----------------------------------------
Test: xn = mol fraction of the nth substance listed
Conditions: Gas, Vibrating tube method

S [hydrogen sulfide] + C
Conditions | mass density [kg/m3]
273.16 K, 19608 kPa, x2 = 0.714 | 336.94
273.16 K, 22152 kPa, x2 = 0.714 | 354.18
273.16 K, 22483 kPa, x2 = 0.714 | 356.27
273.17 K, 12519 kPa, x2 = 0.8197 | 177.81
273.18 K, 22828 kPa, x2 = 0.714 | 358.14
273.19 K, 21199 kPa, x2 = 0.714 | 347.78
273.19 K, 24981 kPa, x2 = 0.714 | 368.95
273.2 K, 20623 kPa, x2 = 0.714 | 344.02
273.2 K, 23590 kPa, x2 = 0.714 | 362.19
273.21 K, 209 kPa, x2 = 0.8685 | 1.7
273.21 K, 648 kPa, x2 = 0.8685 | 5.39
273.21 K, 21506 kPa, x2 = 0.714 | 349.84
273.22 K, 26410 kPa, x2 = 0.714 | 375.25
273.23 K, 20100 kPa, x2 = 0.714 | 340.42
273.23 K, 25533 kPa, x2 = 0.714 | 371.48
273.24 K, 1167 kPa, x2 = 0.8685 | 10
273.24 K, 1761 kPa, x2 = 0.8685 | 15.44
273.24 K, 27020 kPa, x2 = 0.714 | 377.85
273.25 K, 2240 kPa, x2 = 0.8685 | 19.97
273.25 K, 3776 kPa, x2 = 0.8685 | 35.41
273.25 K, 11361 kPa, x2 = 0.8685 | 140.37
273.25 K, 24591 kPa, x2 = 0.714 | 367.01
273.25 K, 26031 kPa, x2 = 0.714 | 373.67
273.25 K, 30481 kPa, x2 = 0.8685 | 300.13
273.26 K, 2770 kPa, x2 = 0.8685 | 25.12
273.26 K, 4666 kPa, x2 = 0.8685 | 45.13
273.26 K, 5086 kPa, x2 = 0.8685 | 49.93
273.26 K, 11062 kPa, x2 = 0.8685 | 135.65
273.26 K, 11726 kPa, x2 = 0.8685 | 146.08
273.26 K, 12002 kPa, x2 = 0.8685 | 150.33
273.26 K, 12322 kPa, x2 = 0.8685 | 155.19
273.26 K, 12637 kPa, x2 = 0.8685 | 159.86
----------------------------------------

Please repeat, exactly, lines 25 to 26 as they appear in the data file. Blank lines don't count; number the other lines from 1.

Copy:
273.25 K, 11361 kPa, x2 = 0.8685 | 140.37
273.25 K, 24591 kPa, x2 = 0.714 | 367.01